The letter goes on to say that more than 10 homes in the neighborhood are in violation of the ordinance and the increase in students has forced the neighborhood to deal with 50 additional vehicles traveling through the streets, unkempt lawns, abandoned cars and even a coffin in a yard.
At least one neighborhood property renter backs these claims.
“That’s all true,” said Robert Campbell, ACU graduate and Madison Avenue resident of 14 years. “I know from firsthand experience; we have ACU students living on both sides of us, and we’ve had some problems.”
Campbell insists he has no problem with college students living in the neighborhood, as long as they can live there responsibly. Still, he thinks the ordinance should cap the number of unrelated residents at three.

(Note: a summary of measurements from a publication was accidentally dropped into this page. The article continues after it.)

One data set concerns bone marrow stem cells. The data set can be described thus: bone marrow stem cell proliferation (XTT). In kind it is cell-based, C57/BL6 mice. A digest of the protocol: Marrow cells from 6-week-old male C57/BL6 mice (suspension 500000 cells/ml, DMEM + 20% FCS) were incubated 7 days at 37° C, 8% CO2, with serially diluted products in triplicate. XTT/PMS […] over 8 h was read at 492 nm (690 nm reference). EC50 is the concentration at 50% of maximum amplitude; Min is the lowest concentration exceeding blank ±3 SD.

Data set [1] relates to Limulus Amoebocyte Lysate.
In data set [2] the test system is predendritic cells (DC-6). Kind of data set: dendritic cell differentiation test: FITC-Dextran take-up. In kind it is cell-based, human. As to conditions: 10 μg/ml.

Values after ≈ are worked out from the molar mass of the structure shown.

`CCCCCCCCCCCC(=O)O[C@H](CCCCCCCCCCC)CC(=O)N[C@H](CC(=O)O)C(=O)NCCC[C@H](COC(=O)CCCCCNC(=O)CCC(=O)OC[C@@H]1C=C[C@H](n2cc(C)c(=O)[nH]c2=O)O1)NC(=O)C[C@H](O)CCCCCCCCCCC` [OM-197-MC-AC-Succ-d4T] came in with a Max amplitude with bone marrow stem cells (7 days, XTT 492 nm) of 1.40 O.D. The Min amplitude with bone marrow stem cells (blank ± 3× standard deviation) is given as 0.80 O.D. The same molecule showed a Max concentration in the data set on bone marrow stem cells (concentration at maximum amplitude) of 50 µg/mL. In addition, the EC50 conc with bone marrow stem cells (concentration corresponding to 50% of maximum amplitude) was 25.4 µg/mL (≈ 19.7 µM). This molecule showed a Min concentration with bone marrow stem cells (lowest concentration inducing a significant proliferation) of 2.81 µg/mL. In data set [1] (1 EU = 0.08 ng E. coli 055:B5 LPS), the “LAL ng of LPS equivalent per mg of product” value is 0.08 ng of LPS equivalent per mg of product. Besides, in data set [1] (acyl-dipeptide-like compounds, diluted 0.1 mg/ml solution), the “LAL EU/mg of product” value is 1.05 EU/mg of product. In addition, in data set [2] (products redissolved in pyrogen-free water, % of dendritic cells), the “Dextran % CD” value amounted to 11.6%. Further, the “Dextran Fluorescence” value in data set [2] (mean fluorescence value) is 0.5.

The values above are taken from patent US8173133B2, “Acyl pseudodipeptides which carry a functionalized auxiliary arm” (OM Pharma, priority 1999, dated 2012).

“That’s the only leverage we have,” he said. “It’s the same thing every year: I have to go out late at night and tell them to be quiet. If it keeps up, then I start calling the police. If it still keeps up and I threaten to have the city evict them, then that usually gets their attention.”
Another legitimate argument from property owners is depreciation of property due to the generally poor condition of college homes. Campbell said he has became irritated at one point when college-aged neighbors used their driveway to work on cars and didn’t mow their lawn regularly.
But Dr. Marion Cawood, professor of music and owner of seven rental houses in the Hillcrest neighborhood, has a quick fix for the problem.
“Economic value shouldn’t hurt the neighbors if landlords keep up with their rental property,” she said. “I’ve always kept up with mowing lawns and painting, things like that. We’ve even replaced roofs after hailstorms. The landlords should fix what needs fixing because the students and neighbors deserve that.”